12 Deep Facts About Crater Lake National Park
By Megan Snyder
If you aspire to be one of about 500,000 people who trek to Crater Lake National Park each year, chances are you'll try to spot its strikingly blue lake during one of just three or four months when there isn’t snow on the ground. But the area has more than liquid assets. Located in southern Oregon, Crater Lake National Park’s 183,224 acres are filled with evergreens, old-growth forests, and volcano remnants. Here are 15 more highlights from Oregon’s only national park.
1. THE PARK’S NAMESAKE FEATURE WAS FORMED FROM A COLLAPSED VOLCANO.
The basin that eventually became Crater Lake formed when a 12,000-foot-tall volcano called Mount Mazama erupted and collapsed 7,700 years ago. The volcanic basin, called a caldera, eventually filled with water and became the lake that we know today.
2. CRATER LAKE IS THE DEEPEST LAKE IN THE U.S.
Bottoming out at 1,943 feet, Crater Lake is the deepest lake in America. (For some perspective, if you placed New York City's One World Trade Center at Crater Lake’s deepest part, there would still be 151 feet of water above the tower’s highest point.) The body of water also ranks as the ninth deepest lake internationally.
3. THE AREA WAS ONCE REVERED BY THE KLAMATH PEOPLE.
docentjoyce, Flickr // CC-BY-SA-2.0
Long before it became a national park, the Klamaths and other Native American tribes considered the lake to be a spiritual place; only those who possessed great wisdom and strength could view it. Llao Rock, which rises nearly 2,000 feet above the lake’s surface, is named after one of the Spirit Chiefs that the Klamath believed created Crater Lake.
4. A CHILDHOOD DREAM LED TO IT BEING DESIGNATED AS A NATIONAL PARK.
In 1870, a child in Kansas named William Gladstone Steel read about Crater Lake in a newspaper. He vowed to visit the lake one day, and finally did in 1885. Steel then made it his mission to have Crater Lake named as a national park, which finally happened on May 22, 1902.
5. THERE ARE NO STREAMS FLOWING IN OR OUT OF THE LAKE.
The water level is maintained only by precipitation, evaporation, and seepage, which helps to explain the water’s clarity and extremely blue appearance. In fact, when white explorers discovered the area in 1853, that’s exactly what they called the pristine body of water: Deep Blue Lake.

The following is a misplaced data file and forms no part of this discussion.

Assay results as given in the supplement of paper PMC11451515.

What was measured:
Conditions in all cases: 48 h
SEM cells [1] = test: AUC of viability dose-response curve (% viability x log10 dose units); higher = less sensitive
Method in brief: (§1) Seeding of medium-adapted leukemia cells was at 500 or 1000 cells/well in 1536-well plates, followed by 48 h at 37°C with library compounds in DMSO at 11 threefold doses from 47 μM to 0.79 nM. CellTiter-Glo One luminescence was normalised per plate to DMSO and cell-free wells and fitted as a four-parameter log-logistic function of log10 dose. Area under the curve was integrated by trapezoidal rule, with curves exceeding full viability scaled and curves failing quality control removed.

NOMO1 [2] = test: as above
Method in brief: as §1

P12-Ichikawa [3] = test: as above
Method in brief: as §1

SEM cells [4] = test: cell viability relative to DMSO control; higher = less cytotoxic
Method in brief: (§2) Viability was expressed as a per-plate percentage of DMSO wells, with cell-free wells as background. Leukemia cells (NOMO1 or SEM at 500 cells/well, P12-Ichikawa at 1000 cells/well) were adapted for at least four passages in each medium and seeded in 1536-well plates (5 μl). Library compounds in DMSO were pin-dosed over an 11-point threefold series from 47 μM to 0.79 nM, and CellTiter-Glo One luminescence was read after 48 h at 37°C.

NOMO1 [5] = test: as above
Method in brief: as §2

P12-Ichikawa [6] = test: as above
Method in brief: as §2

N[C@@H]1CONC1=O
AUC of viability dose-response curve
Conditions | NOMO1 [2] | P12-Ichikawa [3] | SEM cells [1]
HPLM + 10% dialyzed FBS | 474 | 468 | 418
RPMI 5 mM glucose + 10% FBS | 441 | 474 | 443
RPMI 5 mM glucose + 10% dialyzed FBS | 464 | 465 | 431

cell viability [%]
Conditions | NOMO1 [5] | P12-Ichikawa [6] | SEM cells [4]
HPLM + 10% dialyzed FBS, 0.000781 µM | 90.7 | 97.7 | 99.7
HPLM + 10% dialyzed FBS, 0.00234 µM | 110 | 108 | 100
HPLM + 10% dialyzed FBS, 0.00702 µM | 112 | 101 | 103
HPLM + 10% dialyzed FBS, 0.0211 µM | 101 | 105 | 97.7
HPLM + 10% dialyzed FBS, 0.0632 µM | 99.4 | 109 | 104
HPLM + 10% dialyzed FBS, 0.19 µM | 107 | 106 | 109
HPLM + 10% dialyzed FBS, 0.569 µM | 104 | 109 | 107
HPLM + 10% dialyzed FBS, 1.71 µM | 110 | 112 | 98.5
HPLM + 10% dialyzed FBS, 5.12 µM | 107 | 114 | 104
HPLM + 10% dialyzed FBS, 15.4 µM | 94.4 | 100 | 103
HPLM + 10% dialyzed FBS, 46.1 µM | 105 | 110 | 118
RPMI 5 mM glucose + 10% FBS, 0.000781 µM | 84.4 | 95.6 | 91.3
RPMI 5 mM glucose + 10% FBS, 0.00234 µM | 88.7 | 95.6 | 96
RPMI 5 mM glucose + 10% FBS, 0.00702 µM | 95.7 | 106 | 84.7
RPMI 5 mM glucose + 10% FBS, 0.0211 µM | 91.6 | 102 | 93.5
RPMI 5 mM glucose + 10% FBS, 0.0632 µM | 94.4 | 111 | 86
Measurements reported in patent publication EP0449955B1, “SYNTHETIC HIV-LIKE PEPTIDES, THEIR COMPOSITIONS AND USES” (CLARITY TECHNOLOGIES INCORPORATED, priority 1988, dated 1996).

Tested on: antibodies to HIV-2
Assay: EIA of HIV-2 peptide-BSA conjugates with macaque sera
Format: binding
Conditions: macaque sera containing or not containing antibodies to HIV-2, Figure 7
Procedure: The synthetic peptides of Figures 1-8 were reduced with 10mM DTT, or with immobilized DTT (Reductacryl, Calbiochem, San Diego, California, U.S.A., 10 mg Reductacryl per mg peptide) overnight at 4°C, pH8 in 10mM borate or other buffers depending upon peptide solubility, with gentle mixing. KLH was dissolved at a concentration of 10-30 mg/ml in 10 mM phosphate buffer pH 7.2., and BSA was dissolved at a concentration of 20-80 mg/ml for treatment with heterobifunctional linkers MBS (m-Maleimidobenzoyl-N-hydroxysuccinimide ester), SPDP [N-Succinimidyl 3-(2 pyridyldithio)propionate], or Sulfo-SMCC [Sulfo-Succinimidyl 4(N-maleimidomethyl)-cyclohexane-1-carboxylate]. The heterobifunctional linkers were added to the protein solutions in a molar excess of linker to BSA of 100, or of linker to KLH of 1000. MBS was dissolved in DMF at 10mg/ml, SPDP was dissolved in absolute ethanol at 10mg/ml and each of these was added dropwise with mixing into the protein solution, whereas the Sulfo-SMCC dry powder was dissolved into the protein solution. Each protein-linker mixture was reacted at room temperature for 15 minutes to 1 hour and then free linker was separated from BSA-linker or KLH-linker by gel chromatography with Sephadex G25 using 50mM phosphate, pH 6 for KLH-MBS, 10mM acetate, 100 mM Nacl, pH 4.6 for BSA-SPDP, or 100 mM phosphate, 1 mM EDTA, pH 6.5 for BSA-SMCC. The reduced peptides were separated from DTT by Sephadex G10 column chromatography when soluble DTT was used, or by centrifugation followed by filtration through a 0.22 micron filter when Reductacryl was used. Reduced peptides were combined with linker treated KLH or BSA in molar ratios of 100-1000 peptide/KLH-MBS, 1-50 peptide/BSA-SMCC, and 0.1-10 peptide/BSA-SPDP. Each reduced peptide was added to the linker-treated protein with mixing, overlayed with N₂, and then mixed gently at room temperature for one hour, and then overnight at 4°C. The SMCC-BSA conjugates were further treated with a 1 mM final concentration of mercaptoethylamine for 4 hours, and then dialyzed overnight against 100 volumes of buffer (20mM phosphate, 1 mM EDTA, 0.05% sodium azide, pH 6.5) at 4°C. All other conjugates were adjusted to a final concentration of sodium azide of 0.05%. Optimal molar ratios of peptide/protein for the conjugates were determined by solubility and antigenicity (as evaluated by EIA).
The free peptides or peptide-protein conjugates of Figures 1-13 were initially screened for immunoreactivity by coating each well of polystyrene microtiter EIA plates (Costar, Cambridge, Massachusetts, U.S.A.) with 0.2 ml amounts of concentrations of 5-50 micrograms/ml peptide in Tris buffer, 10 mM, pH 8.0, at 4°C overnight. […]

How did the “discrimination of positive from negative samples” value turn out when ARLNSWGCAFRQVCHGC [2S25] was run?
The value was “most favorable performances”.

6. SNOW COVERS THE PARK FOR EIGHT MONTHS OF THE YEAR.
The park is snow-covered from October through June, but with an average annual snowfall of 44 feet, snow can stick around into July. Although it’s cold enough for flakes to fly, the lake itself doesn’t completely freeze over. The last time the surface was completely frozen was 1949, though it came close to a total freeze in 1985.
7. THERE IS A SHIP-SHAPED ISLAND IN THE MIDDLE OF THE LAKE.
Known as Phantom Ship, the island is an ancient rock formation resembling a large, abandoned sea vessel standing 170 feet above the water.
8. A DESERT OF PUMICE STRETCHES ACROSS THE NORTHERN PART OF THE PARK.
The eruption of Mount Mazama shot astronomical amounts of ash skyward, and helped create the park’s Pumice Desert, approximately 50 feet deep, following the eruption. The desert is porous and cannot sustain much plant life, though what does exist there is rugged enough to endure the landscape.
9. THERE IS ALSO A PUMICE CASTLE ON THE GROUNDS.
oceanyamaha, Flickr // CC-BY-SA-2.0
If a pumice desert isn’t enough volcanic rock for you, then perhaps a castle will do the trick. The park’s Pumice Castle is a bright, rust-colored pumice outcropping on the eastern wall of the caldera.
10. THE PARK'S PINNACLES, A COLLECTION OF NEEDLE-LIKE ROCK FORMATIONS, WERE REVEALED AFTER YEARS OF EROSION.
Llywrchvia, Wikimedia Commons // CC BY-SA 3.0
The tall, skinny forms rising above the Sand Creek Canyon once acted as vents for steam and gas that swirled below the canyon’s surface. The rising heat solidified the ash into the towering pumice figures that stand at over 50 feet.
11. WIZARD ISLAND ISN'T MAGICAL.
Don't expect to find Harry Potter on the island. Named for its resemblance to a sorcerer’s hat, Wizard Island is the top of a cinder cone volcano within Crater Lake. Boat tours of the lake include a stop at the island to let visitors get a closer look at the 800-year-old trees growing there.
12. A HEMLOCK HAS BEEN FLOATING UPRIGHT IN THE LAKE FOR OVER A CENTURY.
When people talk about the Old Man of the Lake, they aren’t disrespecting their elders; they’re talking about Crater Lake’s 30-foot-tall floating hemlock. Visitors can try to spot the four-foot section that rises above the lake as the wind currents slowly move it along.